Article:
[MARMAM] Review paper on genetic and genomic monitoring with minimally invasive sampling methods

Emma Carroll elc6 at st-andrews.ac.uk
Mon Mar 26 07:08:23 PDT 2018

Hi All,

We are pleased to announce that our new review paper "Genetic and genomic
monitoring with minimally invasive sampling methods" has recently been
released on the *Evolutionary Applications* Early View website as part of
the Special Issue: Next generation genetic monitoring. An open access
version of the full paper is available at:


kind regards
Emma Carroll

Genetic and genomic monitoring with minimally invasive sampling methods

Emma L. Carroll, Mike W. Bruford, J. Andrew DeWoody, Gregoire Leroy, Alan
Strand,  Lisette Waits and Jinliang Wang

The decreasing cost and increasing scope and power of emerging genomic
technologies are reshaping the field of molecular ecology. However, many
modern genomic approaches (e.g., RAD‐seq) require large amounts of
high‐quality template DNA. This poses a problem for an active branch of
conservation biology: genetic monitoring using minimally invasive sampling
(MIS) methods. Without handling or even observing an animal, MIS methods
(e.g., collection of hair, skin, faeces) can provide genetic information on
individuals or populations. Such samples typically yield low‐quality and/or
quantities of DNA, restricting the type of molecular methods that can be
used. Despite this limitation, genetic monitoring using MIS is an effective
tool for estimating population demographic parameters and monitoring
genetic diversity in natural populations. Genetic monitoring is likely to
become more important in the future as many natural populations are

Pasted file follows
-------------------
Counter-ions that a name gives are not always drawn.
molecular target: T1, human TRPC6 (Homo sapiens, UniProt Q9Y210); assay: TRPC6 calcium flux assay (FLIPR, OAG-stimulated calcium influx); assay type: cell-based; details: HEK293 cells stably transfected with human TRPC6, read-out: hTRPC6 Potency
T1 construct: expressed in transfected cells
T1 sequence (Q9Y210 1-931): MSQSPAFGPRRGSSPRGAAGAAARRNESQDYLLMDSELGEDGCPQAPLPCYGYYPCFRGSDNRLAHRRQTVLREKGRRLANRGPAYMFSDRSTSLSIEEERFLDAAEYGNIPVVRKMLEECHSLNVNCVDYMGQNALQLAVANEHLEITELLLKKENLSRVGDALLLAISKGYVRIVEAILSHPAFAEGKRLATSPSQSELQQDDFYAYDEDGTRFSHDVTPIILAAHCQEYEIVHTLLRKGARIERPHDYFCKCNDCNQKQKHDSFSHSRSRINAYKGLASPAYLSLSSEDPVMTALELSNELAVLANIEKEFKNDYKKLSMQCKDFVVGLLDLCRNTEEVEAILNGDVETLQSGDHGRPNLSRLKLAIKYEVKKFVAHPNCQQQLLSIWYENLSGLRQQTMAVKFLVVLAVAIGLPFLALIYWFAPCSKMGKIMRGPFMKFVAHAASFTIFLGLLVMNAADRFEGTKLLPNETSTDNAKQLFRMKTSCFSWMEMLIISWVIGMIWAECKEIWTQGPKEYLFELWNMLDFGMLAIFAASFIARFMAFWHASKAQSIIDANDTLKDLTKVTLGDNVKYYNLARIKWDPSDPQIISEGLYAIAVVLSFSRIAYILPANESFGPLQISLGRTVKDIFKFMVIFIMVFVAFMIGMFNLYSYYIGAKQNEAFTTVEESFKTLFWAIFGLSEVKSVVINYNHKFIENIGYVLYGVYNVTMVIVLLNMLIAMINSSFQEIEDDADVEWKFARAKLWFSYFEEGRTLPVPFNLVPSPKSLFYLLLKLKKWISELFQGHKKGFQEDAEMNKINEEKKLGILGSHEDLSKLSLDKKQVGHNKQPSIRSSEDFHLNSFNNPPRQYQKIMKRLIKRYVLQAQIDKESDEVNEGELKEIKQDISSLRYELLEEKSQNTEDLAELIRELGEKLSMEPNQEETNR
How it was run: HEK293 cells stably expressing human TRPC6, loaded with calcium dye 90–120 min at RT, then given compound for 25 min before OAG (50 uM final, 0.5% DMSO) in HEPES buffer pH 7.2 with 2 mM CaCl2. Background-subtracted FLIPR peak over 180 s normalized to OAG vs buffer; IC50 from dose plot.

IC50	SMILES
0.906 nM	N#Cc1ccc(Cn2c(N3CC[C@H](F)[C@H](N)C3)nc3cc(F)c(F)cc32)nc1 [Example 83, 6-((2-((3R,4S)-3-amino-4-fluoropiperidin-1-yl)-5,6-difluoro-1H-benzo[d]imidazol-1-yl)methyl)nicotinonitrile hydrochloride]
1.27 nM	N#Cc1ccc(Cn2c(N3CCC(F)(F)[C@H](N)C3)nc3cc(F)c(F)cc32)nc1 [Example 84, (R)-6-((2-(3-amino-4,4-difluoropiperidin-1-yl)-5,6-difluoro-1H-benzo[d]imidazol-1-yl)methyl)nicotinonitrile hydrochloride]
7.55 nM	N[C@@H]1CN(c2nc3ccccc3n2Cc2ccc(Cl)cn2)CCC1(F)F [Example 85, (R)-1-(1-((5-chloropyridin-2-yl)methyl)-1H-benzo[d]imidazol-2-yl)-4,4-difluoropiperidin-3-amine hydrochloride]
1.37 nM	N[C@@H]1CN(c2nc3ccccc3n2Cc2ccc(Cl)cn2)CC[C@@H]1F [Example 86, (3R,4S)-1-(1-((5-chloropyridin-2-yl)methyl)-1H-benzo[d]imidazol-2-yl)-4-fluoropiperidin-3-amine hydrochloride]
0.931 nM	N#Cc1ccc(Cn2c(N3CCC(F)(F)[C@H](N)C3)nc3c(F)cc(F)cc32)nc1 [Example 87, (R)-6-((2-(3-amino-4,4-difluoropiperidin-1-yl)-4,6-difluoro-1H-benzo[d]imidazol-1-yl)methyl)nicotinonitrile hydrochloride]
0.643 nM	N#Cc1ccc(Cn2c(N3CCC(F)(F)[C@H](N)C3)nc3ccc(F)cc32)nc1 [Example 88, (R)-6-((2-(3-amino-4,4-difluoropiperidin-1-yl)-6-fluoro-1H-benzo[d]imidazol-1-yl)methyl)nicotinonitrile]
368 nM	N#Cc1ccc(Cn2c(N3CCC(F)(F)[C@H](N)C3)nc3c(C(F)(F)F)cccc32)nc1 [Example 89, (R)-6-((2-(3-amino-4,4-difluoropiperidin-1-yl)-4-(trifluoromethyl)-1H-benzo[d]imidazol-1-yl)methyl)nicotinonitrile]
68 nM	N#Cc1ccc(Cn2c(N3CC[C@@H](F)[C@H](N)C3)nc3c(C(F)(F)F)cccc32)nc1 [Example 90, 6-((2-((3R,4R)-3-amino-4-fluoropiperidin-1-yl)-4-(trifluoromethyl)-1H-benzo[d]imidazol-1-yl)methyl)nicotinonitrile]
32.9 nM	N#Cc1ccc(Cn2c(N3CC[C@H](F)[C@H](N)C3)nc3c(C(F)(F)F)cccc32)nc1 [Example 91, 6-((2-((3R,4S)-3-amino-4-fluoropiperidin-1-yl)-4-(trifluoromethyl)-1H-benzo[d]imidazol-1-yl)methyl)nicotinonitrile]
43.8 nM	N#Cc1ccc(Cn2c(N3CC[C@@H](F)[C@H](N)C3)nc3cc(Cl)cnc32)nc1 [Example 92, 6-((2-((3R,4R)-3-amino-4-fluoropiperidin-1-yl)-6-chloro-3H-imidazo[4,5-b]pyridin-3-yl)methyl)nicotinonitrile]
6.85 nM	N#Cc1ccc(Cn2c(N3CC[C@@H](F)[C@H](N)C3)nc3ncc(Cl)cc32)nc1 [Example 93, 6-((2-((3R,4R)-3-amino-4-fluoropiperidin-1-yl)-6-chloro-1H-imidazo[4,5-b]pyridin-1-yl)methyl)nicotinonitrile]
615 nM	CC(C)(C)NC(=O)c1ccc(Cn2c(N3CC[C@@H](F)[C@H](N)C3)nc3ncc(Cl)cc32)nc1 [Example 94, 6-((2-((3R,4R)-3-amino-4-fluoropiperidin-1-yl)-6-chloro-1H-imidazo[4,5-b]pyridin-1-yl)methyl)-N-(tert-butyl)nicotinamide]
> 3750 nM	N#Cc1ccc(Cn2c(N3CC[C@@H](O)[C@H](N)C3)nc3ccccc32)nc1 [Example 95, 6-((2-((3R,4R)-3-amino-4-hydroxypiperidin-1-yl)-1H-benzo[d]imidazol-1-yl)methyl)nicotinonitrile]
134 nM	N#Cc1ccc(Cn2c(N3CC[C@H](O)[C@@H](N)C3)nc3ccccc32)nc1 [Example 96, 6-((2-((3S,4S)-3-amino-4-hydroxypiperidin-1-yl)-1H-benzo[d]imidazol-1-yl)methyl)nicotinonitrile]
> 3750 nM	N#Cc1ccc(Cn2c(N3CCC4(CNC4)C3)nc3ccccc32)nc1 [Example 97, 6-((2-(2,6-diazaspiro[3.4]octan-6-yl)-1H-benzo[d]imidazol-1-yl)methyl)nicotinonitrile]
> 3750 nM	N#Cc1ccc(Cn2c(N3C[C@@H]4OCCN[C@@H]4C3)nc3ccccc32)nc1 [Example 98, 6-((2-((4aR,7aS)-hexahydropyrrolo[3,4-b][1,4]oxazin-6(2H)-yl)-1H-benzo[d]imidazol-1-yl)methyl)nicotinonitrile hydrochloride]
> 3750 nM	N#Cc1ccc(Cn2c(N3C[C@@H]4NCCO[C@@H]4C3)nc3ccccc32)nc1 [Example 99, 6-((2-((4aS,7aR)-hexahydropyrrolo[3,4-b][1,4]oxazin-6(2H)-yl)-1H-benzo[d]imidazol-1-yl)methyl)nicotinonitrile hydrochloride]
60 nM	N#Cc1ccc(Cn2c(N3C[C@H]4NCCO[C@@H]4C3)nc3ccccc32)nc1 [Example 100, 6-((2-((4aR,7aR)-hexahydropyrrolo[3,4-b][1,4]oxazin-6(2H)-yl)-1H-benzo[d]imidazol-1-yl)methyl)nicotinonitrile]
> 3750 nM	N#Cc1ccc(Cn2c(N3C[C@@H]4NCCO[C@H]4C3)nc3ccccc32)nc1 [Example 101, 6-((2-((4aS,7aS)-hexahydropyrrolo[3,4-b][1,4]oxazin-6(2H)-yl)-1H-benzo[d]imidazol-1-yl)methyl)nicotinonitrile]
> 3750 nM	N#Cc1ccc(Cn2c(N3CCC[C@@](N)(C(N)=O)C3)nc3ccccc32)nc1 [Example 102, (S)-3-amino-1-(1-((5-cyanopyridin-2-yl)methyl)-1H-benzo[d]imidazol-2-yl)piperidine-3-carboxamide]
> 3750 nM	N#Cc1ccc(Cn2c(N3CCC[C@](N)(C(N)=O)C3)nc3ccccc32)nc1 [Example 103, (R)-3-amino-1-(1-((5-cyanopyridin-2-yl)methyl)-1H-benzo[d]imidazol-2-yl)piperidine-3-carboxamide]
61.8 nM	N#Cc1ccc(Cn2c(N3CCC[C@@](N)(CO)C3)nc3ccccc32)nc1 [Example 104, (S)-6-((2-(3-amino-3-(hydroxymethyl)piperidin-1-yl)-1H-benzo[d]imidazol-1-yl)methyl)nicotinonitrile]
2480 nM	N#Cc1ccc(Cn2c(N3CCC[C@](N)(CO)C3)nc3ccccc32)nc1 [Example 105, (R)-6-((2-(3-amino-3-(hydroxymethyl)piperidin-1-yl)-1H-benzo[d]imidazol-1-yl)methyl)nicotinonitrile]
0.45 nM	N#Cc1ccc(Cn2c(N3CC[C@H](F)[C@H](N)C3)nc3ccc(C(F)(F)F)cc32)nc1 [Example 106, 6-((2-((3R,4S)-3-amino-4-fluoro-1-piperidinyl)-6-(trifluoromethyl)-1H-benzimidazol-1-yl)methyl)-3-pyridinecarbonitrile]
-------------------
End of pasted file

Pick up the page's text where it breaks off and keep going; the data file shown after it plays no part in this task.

undergoing anthropogenically driven declines, which are unlikely to abate
without intensive adaptive management efforts that often include MIS
approaches. Here, we profile the expanding suite of genomic methods and
platforms compatible with producing genotypes from MIS, considering factors
such as development costs and error rates. We evaluate how powerful new
approaches will enhance our ability to investigate questions typically
answered using genetic monitoring, such as estimating abundance, genetic
structure and relatedness. As the field is in a period of unusually rapid
transition, we also highlight the importance of legacy data sets and
recommend how to address the challenges of moving between traditional and
next‐generation genetic monitoring platforms. Finally, we consider how
genetic monitoring could move beyond genotypes in the future. For example,
assessing microbiomes or epigenetic markers could provide a greater
understanding of the relationship between individuals and their environment.
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